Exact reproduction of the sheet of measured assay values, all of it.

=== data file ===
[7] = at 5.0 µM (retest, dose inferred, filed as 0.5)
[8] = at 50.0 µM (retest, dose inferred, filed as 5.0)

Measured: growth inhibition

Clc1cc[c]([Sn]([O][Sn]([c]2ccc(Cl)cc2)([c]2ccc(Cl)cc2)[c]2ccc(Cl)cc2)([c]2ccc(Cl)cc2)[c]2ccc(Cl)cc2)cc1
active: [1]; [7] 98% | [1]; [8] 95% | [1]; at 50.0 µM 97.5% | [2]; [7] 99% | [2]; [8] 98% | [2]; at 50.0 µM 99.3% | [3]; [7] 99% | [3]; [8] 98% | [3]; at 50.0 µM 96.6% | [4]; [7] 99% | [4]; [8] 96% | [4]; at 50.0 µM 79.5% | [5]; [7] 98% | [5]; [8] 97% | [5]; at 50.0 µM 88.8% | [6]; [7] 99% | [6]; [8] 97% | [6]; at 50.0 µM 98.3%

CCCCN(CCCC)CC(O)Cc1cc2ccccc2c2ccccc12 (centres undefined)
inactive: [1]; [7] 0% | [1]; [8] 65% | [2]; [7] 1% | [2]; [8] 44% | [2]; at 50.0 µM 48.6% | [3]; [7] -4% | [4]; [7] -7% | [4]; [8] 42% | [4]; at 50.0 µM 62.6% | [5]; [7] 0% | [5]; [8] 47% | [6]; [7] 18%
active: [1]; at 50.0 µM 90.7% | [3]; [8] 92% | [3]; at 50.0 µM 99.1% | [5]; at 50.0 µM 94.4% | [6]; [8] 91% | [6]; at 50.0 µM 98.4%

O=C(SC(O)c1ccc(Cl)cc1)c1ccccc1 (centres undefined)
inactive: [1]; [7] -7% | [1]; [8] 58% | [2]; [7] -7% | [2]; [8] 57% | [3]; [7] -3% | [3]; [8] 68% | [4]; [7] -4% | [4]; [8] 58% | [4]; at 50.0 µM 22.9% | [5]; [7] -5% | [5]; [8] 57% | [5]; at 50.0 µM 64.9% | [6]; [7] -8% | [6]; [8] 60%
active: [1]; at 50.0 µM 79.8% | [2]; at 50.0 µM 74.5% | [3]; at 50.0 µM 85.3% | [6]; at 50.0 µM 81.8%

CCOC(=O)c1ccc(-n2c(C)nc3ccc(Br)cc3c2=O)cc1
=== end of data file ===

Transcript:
[7] = at 5.0 µM (retest, dose inferred, filed as 0.5)
[8] = at 50.0 µM (retest, dose inferred, filed as 5.0)

Measured: growth inhibition

Clc1cc[c]([Sn]([O][Sn]([c]2ccc(Cl)cc2)([c]2ccc(Cl)cc2)[c]2ccc(Cl)cc2)([c]2ccc(Cl)cc2)[c]2ccc(Cl)cc2)cc1
active: [1]; [7] 98% | [1]; [8] 95% | [1]; at 50.0 µM 97.5% | [2]; [7] 99% | [2]; [8] 98% | [2]; at 50.0 µM 99.3% | [3]; [7] 99% | [3]; [8] 98% | [3]; at 50.0 µM 96.6% | [4]; [7] 99% | [4]; [8] 96% | [4]; at 50.0 µM 79.5% | [5]; [7] 98% | [5]; [8] 97% | [5]; at 50.0 µM 88.8% | [6]; [7] 99% | [6]; [8] 97% | [6]; at 50.0 µM 98.3%

CCCCN(CCCC)CC(O)Cc1cc2ccccc2c2ccccc12 (centres undefined)
inactive: [1]; [7] 0% | [1]; [8] 65% | [2]; [7] 1% | [2]; [8] 44% | [2]; at 50.0 µM 48.6% | [3]; [7] -4% | [4]; [7] -7% | [4]; [8] 42% | [4]; at 50.0 µM 62.6% | [5]; [7] 0% | [5]; [8] 47% | [6]; [7] 18%
active: [1]; at 50.0 µM 90.7% | [3]; [8] 92% | [3]; at 50.0 µM 99.1% | [5]; at 50.0 µM 94.4% | [6]; [8] 91% | [6]; at 50.0 µM 98.4%

O=C(SC(O)c1ccc(Cl)cc1)c1ccccc1 (centres undefined)
inactive: [1]; [7] -7% | [1]; [8] 58% | [2]; [7] -7% | [2]; [8] 57% | [3]; [7] -3% | [3]; [8] 68% | [4]; [7] -4% | [4]; [8] 58% | [4]; at 50.0 µM 22.9% | [5]; [7] -5% | [5]; [8] 57% | [5]; at 50.0 µM 64.9% | [6]; [7] -8% | [6]; [8] 60%
active: [1]; at 50.0 µM 79.8% | [2]; at 50.0 µM 74.5% | [3]; at 50.0 µM 85.3% | [6]; at 50.0 µM 81.8%

CCOC(=O)c1ccc(-n2c(C)nc3ccc(Br)cc3c2=O)cc1